As the manager of London Singing Institute, I interview singers who want to join our pool of singing teachers on a regular basis. Despite the efforts of numerous candidates, only a small number of candidates are chosen each year. This uncommon selection is largely due to most singers’ lack of understanding of the role. Too many applicants appear to be unaware that we are looking for a singing teacher rather than a performer who will eventually teach.

In this article, I hope to assist singers who want to become singing teachers and give them a better chance of being chosen.

The most common misconception is that a singing school is looking for a singing teacher rather than a singer. All applicants have graduated from prestigious music academies and are exceptional singers. This information can be found on every curriculum vitae. Some singers have higher degrees than others, and some have performed more widely. What matters most when applying for a singing teacher position is your ability to share your knowledge with those eager to learn.

As a result, concentrating on your teaching abilities during an interview is more important than bragging about your recent or upcoming performances.

At London Singing Institute, for example, we specialise in teaching amateur singers who only sing for pleasure. This means that our students are either complete beginners with no prior musical experience, intermediate singers who have reached a plateau, or proficient amateur singers who want to improve their skills even more. Adults frequently lack confidence and require instruction from singing teachers who can guide them in a relaxed and nonjudgmental manner. We are not looking for the next Maria Callas, but rather someone who can gently assist adults in finding their voice.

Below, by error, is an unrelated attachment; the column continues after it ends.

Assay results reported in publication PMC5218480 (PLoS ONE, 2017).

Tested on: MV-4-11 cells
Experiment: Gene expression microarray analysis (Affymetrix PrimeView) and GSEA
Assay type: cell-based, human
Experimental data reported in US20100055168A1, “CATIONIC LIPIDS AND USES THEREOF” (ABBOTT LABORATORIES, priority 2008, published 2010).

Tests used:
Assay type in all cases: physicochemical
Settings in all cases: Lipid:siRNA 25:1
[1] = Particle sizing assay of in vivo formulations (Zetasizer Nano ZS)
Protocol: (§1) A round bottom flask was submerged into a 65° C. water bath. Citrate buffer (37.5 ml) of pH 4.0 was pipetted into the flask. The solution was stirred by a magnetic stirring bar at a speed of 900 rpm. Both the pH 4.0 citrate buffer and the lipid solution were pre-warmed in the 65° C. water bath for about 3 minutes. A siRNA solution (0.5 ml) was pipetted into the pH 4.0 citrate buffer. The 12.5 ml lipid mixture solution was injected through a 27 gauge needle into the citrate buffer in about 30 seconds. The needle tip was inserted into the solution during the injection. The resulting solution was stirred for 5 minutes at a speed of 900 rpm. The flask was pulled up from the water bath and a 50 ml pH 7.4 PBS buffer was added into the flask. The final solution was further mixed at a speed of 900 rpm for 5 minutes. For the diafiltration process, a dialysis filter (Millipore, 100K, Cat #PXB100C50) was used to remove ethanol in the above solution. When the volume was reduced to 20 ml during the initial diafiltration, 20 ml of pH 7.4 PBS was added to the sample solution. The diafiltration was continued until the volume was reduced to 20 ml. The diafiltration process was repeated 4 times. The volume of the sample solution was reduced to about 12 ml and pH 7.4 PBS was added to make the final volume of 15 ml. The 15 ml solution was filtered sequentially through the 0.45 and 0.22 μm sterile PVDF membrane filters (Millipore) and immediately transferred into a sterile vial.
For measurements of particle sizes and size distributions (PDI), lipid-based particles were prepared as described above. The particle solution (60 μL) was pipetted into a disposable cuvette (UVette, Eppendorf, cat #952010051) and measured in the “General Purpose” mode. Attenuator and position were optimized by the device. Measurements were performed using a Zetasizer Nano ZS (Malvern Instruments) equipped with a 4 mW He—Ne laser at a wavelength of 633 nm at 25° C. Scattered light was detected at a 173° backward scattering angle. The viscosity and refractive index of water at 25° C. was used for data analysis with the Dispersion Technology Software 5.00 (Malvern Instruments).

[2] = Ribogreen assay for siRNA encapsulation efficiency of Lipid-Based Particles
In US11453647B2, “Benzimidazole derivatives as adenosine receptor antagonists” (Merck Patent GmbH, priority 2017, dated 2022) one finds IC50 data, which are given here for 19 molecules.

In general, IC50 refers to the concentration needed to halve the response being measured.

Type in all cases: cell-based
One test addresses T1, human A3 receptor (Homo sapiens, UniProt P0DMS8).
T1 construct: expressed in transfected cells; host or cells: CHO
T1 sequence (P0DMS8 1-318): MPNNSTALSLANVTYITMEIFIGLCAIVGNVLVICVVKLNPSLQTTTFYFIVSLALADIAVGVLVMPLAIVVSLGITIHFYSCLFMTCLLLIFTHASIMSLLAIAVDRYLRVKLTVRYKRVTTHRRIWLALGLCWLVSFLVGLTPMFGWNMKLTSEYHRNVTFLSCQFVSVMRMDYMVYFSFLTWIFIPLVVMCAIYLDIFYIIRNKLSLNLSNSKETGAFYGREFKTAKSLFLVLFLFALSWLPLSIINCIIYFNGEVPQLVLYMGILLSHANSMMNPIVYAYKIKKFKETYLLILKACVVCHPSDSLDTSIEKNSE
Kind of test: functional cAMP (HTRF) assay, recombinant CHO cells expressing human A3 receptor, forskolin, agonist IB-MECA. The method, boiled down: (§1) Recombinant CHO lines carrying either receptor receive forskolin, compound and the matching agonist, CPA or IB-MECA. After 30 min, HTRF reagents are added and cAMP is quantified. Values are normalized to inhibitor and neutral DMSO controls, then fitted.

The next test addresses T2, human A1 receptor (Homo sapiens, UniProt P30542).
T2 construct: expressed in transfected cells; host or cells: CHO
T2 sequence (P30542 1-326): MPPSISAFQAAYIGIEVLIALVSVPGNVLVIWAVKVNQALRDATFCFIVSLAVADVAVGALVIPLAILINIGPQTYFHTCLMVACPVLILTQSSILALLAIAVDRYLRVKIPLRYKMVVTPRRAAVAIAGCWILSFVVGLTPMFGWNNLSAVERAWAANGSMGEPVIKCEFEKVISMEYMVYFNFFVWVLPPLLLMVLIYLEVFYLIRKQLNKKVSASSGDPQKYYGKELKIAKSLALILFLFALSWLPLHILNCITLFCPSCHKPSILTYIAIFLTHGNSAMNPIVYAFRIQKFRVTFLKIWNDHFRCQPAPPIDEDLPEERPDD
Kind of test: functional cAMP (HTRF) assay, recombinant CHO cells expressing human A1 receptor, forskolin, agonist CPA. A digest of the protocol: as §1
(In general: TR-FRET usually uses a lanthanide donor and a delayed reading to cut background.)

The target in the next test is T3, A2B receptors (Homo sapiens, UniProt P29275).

We do not care if you’ve recently performed at the Royal Albert Hall or the 02 Arena; the most important skill we’re looking for is the ability to put yourself aside and use your incredible knowledge to help those who are less talented.

I am using London Singing Institute as an example because it is the vocal school I am interviewing for, but the same principles would apply if you were trying to get a job at a school that specialises in teaching children. Your interviewer is almost certainly looking for the same set of skills that we are. We are all looking for a new singing instructor, not a performer!

In addition to focusing on your passion for teaching and your ability to do so effectively, you should make sure that your schedule is flexible enough to accommodate singing students on a regular basis. While conducting interviews, I met far too many singers who clearly applied to make ends meet and who were concerned about potential performances during their working hours at the school.

If you apply for a position as a singing teacher, you must demonstrate to the interviewers that you either give equal attention to performances and teaching or that teaching takes precedence. You are, once again, applying for a singing teacher position rather than a singer position.

I hope that this brief article has helped you understand what a vocal school manager is looking for and that it has helped you avoid the mistake that most applicants make: forgetting that it is all about your teaching experience and ability to improve your students’ voices, not your professional achievements. As I previously stated, it is irrelevant to us because all candidates are of the same calibre.

About The London Singing Institute

The London Singing Institute is a unique vocal academy created for adults from all walks of life who either want to learn how to sing or improve their current skills with outstanding vocal instructors. It is our vision to offer adult singing lovers a platform where they can express themselves and benefit from the most excellent and suitable vocal instruction in Central London.

Whether you wish to study classical, jazz, rock, pop or musical theatre, you can be assured to enjoy the most remarkable singing lessons in a non-judgmental and friendly environment.



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